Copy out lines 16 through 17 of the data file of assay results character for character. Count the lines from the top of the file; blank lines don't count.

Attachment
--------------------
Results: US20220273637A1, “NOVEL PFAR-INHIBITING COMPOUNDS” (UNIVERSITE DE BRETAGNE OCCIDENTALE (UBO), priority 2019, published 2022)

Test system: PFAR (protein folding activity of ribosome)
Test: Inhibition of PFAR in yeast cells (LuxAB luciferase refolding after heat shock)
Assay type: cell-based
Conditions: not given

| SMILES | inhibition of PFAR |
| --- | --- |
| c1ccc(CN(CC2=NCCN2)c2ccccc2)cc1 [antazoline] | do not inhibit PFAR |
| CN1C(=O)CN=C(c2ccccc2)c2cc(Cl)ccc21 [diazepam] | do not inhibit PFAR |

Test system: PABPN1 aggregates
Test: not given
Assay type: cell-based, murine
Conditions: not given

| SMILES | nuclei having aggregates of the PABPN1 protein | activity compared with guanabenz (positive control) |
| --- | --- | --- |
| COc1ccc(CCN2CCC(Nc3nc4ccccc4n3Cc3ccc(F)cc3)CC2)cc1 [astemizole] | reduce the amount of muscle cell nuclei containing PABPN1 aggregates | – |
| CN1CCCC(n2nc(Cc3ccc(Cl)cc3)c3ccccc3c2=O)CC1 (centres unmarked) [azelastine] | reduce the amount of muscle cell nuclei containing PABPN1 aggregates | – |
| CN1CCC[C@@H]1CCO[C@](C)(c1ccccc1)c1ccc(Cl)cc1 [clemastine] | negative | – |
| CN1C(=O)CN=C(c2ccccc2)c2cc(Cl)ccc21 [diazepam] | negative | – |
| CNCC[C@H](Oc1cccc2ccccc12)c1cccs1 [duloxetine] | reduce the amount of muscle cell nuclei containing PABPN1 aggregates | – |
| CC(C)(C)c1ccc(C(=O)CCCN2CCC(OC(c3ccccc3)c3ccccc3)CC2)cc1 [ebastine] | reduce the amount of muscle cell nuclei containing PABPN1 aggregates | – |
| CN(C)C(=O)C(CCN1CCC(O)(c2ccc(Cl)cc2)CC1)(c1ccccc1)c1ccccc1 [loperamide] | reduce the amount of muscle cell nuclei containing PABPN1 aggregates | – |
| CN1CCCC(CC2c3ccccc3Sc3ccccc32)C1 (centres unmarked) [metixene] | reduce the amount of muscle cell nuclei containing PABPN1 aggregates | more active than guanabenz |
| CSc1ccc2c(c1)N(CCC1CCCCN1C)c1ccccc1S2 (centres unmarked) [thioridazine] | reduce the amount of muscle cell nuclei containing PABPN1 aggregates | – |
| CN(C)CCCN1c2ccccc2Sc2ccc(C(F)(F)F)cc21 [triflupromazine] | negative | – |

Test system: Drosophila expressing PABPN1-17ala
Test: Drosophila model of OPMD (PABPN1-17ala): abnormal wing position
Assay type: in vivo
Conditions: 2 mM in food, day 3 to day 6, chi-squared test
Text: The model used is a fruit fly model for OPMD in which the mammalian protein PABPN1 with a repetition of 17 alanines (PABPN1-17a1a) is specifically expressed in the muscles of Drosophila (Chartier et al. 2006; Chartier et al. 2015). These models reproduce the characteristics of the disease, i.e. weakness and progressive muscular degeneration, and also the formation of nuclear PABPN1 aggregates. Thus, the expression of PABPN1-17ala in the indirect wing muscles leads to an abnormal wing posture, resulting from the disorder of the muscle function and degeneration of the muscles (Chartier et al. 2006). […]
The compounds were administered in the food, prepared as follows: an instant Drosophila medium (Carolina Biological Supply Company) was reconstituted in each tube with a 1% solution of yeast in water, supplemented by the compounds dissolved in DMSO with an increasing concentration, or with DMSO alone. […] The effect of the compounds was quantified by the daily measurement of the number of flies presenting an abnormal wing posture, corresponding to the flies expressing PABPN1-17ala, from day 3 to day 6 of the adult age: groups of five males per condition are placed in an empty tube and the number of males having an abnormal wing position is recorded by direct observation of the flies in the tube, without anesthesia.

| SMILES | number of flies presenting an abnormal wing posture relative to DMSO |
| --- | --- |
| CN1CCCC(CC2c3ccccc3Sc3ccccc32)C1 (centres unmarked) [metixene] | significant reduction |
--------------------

| COc1ccc(CCN2CCC(Nc3nc4ccccc4n3Cc3ccc(F)cc3)CC2)cc1 [astemizole] | reduce the amount of muscle cell nuclei containing PABPN1 aggregates | – |
| CN1CCCC(n2nc(Cc3ccc(Cl)cc3)c3ccccc3c2=O)CC1 (centres unmarked) [azelastine] | reduce the amount of muscle cell nuclei containing PABPN1 aggregates | – |